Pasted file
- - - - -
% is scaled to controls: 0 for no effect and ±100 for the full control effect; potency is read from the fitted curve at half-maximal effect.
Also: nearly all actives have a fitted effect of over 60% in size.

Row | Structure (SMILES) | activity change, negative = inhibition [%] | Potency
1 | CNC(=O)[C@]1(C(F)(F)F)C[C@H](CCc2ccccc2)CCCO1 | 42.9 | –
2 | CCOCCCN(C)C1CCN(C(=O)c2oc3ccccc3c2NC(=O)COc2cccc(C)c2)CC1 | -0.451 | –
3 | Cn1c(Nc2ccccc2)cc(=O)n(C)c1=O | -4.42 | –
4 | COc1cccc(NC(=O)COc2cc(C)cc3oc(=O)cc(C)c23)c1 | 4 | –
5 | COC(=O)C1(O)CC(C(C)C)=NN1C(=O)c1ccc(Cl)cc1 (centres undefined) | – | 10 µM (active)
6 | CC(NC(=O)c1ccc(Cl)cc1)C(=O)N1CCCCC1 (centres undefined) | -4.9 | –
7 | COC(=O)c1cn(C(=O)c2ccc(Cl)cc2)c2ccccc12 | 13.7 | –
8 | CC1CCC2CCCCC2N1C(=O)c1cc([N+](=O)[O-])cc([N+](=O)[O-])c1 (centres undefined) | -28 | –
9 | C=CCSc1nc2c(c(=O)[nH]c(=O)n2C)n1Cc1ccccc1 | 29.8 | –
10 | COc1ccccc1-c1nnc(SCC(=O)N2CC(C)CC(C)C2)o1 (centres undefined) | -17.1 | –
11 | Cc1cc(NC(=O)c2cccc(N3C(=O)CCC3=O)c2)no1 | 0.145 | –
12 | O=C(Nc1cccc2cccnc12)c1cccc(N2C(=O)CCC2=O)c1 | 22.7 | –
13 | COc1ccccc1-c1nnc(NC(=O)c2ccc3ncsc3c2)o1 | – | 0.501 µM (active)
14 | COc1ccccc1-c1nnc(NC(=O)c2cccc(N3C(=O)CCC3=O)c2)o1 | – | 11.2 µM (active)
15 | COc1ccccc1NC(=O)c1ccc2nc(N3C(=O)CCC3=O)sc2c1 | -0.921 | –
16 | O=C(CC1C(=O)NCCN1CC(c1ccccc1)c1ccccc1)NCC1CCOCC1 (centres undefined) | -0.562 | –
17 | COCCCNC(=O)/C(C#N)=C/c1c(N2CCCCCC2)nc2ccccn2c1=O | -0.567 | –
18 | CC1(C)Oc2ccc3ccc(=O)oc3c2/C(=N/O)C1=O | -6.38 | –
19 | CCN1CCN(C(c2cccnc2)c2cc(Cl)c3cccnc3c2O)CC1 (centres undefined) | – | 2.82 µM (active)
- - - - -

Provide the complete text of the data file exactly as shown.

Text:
% is scaled to controls: 0 for no effect and ±100 for the full control effect; potency is read from the fitted curve at half-maximal effect.
Also: nearly all actives have a fitted effect of over 60% in size.

Row | Structure (SMILES) | activity change, negative = inhibition [%] | Potency
1 | CNC(=O)[C@]1(C(F)(F)F)C[C@H](CCc2ccccc2)CCCO1 | 42.9 | –
2 | CCOCCCN(C)C1CCN(C(=O)c2oc3ccccc3c2NC(=O)COc2cccc(C)c2)CC1 | -0.451 | –
3 | Cn1c(Nc2ccccc2)cc(=O)n(C)c1=O | -4.42 | –
4 | COc1cccc(NC(=O)COc2cc(C)cc3oc(=O)cc(C)c23)c1 | 4 | –
5 | COC(=O)C1(O)CC(C(C)C)=NN1C(=O)c1ccc(Cl)cc1 (centres undefined) | – | 10 µM (active)
6 | CC(NC(=O)c1ccc(Cl)cc1)C(=O)N1CCCCC1 (centres undefined) | -4.9 | –
7 | COC(=O)c1cn(C(=O)c2ccc(Cl)cc2)c2ccccc12 | 13.7 | –
8 | CC1CCC2CCCCC2N1C(=O)c1cc([N+](=O)[O-])cc([N+](=O)[O-])c1 (centres undefined) | -28 | –
9 | C=CCSc1nc2c(c(=O)[nH]c(=O)n2C)n1Cc1ccccc1 | 29.8 | –
10 | COc1ccccc1-c1nnc(SCC(=O)N2CC(C)CC(C)C2)o1 (centres undefined) | -17.1 | –
11 | Cc1cc(NC(=O)c2cccc(N3C(=O)CCC3=O)c2)no1 | 0.145 | –
12 | O=C(Nc1cccc2cccnc12)c1cccc(N2C(=O)CCC2=O)c1 | 22.7 | –
13 | COc1ccccc1-c1nnc(NC(=O)c2ccc3ncsc3c2)o1 | – | 0.501 µM (active)
14 | COc1ccccc1-c1nnc(NC(=O)c2cccc(N3C(=O)CCC3=O)c2)o1 | – | 11.2 µM (active)
15 | COc1ccccc1NC(=O)c1ccc2nc(N3C(=O)CCC3=O)sc2c1 | -0.921 | –
16 | O=C(CC1C(=O)NCCN1CC(c1ccccc1)c1ccccc1)NCC1CCOCC1 (centres undefined) | -0.562 | –
17 | COCCCNC(=O)/C(C#N)=C/c1c(N2CCCCCC2)nc2ccccn2c1=O | -0.567 | –
18 | CC1(C)Oc2ccc3ccc(=O)oc3c2/C(=N/O)C1=O | -6.38 | –
19 | CCN1CCN(C(c2cccnc2)c2cc(Cl)c3cccnc3c2O)CC1 (centres undefined) | – | 2.82 µM (active)